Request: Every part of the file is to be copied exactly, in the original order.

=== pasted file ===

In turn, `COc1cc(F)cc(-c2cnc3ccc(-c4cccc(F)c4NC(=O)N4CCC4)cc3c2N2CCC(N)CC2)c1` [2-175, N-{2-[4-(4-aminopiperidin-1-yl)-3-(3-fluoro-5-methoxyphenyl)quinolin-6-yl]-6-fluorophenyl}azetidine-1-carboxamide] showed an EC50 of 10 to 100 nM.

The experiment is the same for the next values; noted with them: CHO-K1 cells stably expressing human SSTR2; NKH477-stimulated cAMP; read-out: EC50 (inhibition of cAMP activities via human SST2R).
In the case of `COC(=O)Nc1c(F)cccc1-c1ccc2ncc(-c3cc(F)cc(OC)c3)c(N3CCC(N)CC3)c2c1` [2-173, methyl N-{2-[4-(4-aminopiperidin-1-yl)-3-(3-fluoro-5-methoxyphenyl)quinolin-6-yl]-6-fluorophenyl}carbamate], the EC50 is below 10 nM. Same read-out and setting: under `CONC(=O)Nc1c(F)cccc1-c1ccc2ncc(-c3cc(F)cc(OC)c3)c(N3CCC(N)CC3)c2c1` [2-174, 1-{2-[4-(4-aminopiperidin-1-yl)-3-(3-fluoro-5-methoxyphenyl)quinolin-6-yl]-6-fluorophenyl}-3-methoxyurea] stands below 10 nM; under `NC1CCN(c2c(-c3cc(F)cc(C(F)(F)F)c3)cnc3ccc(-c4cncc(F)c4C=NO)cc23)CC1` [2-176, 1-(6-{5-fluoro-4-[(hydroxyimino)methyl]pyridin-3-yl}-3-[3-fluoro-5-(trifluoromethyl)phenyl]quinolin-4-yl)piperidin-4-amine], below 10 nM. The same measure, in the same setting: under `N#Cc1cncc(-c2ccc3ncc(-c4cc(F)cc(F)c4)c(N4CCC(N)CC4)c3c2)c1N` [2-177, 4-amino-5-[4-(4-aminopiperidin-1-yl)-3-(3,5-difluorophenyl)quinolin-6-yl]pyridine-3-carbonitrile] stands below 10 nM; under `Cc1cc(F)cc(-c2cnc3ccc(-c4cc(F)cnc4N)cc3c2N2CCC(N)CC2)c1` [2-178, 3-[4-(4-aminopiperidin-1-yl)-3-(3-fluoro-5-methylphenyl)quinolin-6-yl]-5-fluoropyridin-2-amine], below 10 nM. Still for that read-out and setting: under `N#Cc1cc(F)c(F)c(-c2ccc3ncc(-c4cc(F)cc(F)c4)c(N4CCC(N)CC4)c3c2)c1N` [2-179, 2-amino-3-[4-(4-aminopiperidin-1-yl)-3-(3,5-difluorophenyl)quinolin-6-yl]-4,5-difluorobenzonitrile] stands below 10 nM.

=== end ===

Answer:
In turn, `COc1cc(F)cc(-c2cnc3ccc(-c4cccc(F)c4NC(=O)N4CCC4)cc3c2N2CCC(N)CC2)c1` [2-175, N-{2-[4-(4-aminopiperidin-1-yl)-3-(3-fluoro-5-methoxyphenyl)quinolin-6-yl]-6-fluorophenyl}azetidine-1-carboxamide] showed an EC50 of 10 to 100 nM.

The experiment is the same for the next values; noted with them: CHO-K1 cells stably expressing human SSTR2; NKH477-stimulated cAMP; read-out: EC50 (inhibition of cAMP activities via human SST2R).
In the case of `COC(=O)Nc1c(F)cccc1-c1ccc2ncc(-c3cc(F)cc(OC)c3)c(N3CCC(N)CC3)c2c1` [2-173, methyl N-{2-[4-(4-aminopiperidin-1-yl)-3-(3-fluoro-5-methoxyphenyl)quinolin-6-yl]-6-fluorophenyl}carbamate], the EC50 is below 10 nM. Same read-out and setting: under `CONC(=O)Nc1c(F)cccc1-c1ccc2ncc(-c3cc(F)cc(OC)c3)c(N3CCC(N)CC3)c2c1` [2-174, 1-{2-[4-(4-aminopiperidin-1-yl)-3-(3-fluoro-5-methoxyphenyl)quinolin-6-yl]-6-fluorophenyl}-3-methoxyurea] stands below 10 nM; under `NC1CCN(c2c(-c3cc(F)cc(C(F)(F)F)c3)cnc3ccc(-c4cncc(F)c4C=NO)cc23)CC1` [2-176, 1-(6-{5-fluoro-4-[(hydroxyimino)methyl]pyridin-3-yl}-3-[3-fluoro-5-(trifluoromethyl)phenyl]quinolin-4-yl)piperidin-4-amine], below 10 nM. The same measure, in the same setting: under `N#Cc1cncc(-c2ccc3ncc(-c4cc(F)cc(F)c4)c(N4CCC(N)CC4)c3c2)c1N` [2-177, 4-amino-5-[4-(4-aminopiperidin-1-yl)-3-(3,5-difluorophenyl)quinolin-6-yl]pyridine-3-carbonitrile] stands below 10 nM; under `Cc1cc(F)cc(-c2cnc3ccc(-c4cc(F)cnc4N)cc3c2N2CCC(N)CC2)c1` [2-178, 3-[4-(4-aminopiperidin-1-yl)-3-(3-fluoro-5-methylphenyl)quinolin-6-yl]-5-fluoropyridin-2-amine], below 10 nM. Still for that read-out and setting: under `N#Cc1cc(F)c(F)c(-c2ccc3ncc(-c4cc(F)cc(F)c4)c(N4CCC(N)CC4)c3c2)c1N` [2-179, 2-amino-3-[4-(4-aminopiperidin-1-yl)-3-(3,5-difluorophenyl)quinolin-6-yl]-4,5-difluorobenzonitrile] stands below 10 nM.